"After your comments earlier this week, we included a disclosure about George Kennedy's role on the Food Bank board in his May 10 column," wrote Missourian opinion editor Elizabeth Conner. "That was an oversight on our part, and we do want to be as transparent as possible about our columnists' and editors' involvement in the community."Kennedy sent Conner a note about the earlier transparency lapses. "I'm embarrassed, as I should be. Except for the piece in September, which Mike [Martin] links to, I've intended to stay away from the Food Bank. My failure to repeat the disclosure in the more recent column was a lapse for which I have no excuse."[Errata: An earlier Heart Beat story mis-identified Kennedy as a Missourian editor. He is a Missourian columnist, former managing editor, and J-school professor emeritus. We regret the error.]RELATED:
GAMER GAFFE: State Rep. Kelly ignored town hall meeting to play smartphone video game, witnesses sayCrowd tells game-playing Kelly elected officials "don't listen to us"COLUMBIA, 6/4/12 (Beat Byte) -- At a Columbia public library town hall meeting and guest presentation Thursday night, State Representative Chris Kelly ignored speakers to play a video backgammon game on his smartphone throughout the evening, witnesses say."Yes, I played backgammon," Mr. Kelly admitted. "I am far from perfect but I do know how to listen to discussions of public policy. I bet I heard the presentation in full."
Witnesses say Kelly tuned out most of author and government accountability expert Greg Leroy's presentation on EEZ, TIF, and other incentives, then unexpectedly took the floor to lecture attendees on the hazards of recalling First Ward Councilman Fred Schmidt.The gaming gaffe has prompted questions about Kelly's motives for attending the meeting.Story, video, and photos here:BLIGHT FIGHT: CMCA director responds to controversy over non-profit support of blightCritics say corporate non-profit donors have come to collectCOLUMBIA, 6/4/12 (Beat Byte) -- The sudden appearance of two prominent Columbia non-profits defending the Blight Decree/EEZ at City Council meetings has raised hackles about a quiet alliance between non-profit boards and establishment power players.
The two are often hard to tell apart.Food Bank director Peggy Kirkpatrick and Heart of Missouri United Way director Tim Rich have twice urged the City Council to "take action" on job creation, carefully couching their support for the EEZ tax incentive proposal in terms of "helping the poor and unemployed.""Time to publicly call "bull sh--" on this bull sh--," wrote Tracy Greever-Rice, Ph.D., in a Columbia Heart Beat editorial challenging the alliance. "It is despicable that the same smallish group that controls the Chamber of Commerce, the United Way, REDI, and non-profit boards across CoMo is talking out one side of its mouth about eliminating poverty, while chewing up low-income neighborhoods with the other side. These groups recently joined hands in support of the EEZ...."After the Heart Beat mistakenly named Central Missouri Community Action (CMCA) as a non-profit publicly supporting the Blight Decree/EEZ, CMCA director Darin Preis responded. Though Preis said he "personally supports" the idea, "CMCA's board has taken no action on the topic of the EEZ. REDI presented to CMCA's board and CiViC has been invited to present. We certainly have not 'joined hands' with other groups to do anything regarding the EEZ."REDI is the EEZ/Blight Decree's chief proponent while CiViC -- Citizens Involved and Invested in Columbia -- opposes the measure.CMCA's board is unique among local non-profits, Preis also explained."By mandate, our board consists of one-third representatives of the low income community, one-third elected officials, and the remaining third represent the private sector, small businesses, and expertise we need to inform our work," he said.By contrast, other local non-profits stack their boards with prominent members of the business and development communities, creating significant overlap with the pro-business Chamber of Commerce and REDI lobbies. Sixteen of 37 United Way board members, for instance, represent private businesses, primarily in banking and insurance.One hundred percent of non-profit Phoenix Program's board represent businesses, 80% of whom invest in REDI.The Food Bank's corporate partners and board members include potential EEZ beneficiary Kraft Foods and John Strotbeck, a Kraft plant manager and member of the Blight Board. The non-profit's largest donors include mega-developers Jeff Smith and the Robert Lemone Trust.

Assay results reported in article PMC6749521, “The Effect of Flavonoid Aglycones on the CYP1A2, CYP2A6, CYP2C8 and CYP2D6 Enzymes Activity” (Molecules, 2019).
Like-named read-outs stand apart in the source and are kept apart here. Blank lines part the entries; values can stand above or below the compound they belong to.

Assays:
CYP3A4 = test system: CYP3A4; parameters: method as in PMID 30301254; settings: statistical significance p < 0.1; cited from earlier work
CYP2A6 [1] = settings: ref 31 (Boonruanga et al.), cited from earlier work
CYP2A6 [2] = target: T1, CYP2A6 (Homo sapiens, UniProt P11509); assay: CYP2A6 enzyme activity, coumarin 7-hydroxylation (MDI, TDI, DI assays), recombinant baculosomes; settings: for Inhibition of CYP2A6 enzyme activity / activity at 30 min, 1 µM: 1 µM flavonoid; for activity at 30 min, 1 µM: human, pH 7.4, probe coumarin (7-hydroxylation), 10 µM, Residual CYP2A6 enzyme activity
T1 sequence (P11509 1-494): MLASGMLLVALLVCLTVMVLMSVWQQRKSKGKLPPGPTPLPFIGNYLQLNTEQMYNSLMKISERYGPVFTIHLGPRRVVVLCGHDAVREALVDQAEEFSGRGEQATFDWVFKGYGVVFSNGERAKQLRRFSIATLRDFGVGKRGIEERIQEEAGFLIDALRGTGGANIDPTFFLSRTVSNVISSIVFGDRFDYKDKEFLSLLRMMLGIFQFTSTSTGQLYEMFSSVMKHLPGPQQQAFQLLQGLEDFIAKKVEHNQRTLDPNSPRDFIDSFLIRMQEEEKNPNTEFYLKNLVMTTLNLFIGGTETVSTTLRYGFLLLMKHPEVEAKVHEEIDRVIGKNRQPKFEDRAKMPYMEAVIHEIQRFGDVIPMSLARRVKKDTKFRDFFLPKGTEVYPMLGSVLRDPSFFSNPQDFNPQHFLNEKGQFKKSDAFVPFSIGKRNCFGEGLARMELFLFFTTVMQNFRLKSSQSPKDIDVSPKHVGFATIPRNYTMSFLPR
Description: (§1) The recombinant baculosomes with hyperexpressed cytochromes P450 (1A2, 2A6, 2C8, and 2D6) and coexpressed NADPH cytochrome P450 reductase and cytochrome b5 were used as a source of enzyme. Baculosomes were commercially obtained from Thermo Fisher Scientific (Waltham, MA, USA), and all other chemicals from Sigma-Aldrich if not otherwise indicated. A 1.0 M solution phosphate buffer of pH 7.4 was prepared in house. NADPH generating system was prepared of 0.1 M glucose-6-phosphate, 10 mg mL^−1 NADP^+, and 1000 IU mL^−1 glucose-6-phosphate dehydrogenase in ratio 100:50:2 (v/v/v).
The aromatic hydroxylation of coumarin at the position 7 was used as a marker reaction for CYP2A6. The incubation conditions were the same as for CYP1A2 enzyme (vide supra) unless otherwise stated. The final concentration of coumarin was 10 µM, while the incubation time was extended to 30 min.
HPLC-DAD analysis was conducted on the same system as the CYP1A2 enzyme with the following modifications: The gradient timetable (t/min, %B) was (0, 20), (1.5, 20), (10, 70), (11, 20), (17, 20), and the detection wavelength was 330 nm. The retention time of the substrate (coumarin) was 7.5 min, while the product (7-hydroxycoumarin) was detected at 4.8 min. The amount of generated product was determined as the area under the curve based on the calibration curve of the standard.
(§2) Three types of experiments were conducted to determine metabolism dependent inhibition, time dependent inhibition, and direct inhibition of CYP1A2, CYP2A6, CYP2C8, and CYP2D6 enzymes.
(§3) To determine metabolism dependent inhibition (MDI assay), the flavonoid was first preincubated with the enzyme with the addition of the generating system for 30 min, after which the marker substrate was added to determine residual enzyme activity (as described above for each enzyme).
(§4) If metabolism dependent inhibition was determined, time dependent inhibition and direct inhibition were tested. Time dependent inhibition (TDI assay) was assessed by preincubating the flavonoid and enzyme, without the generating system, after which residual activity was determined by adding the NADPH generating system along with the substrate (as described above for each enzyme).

NEXT: CMCA considers endorsing the Blight DecreeVEILED ACCUSATION? Trib publisher's Brookside fire editorial points finger at neighborsA thoroughly unfortunate discussion plants a bushel of seeds about angry neighbors and arsonCOLUMBIA, 6/4/12 (Beat Byte) -- Talk about throwing Waters onto a fire."We should be pleased cries of 'arson!' were absent after the big fire at the Brookside on College apartment building at Walnut Street and College Avenue," Trib publisher Hank Waters wrote in a Friday editorial that planted suspicion on nearby neighbors by dropping loaded hints in almost every sentence. Waters even suggested -- by protesting too much, as the adage goes -- that the neighborhood association might have formally "sponsored" the flameout.
"After all the criticism expressed by neighbors, immediate suspicion crossed many minds," Waters wrote. "Even if suspicious origin or outright proof of arson is found, that will not prove the neighborhood was responsible. Indeed, members of the nearby North Central Columbia Neighborhood Association would be the last to sponsor any such thing."Since that's true, why even bring it up?
"Torching the building might have appealed to a psychopathic arsonist, but not to an organization arguing over zoning rights."Talk about stating the obvious as a backhanded defense."Arson is a heinous crime," Waters concludes. Whatever investigators find, "assume it will say nothing about complicity of neighbors."With this editorial, investigators don't have to say anything about neighbors and arson. Johnny Arson Seed, bless his dark heart, already has.REAL ESTATE RECOVERING: In CoMo, local Realtor says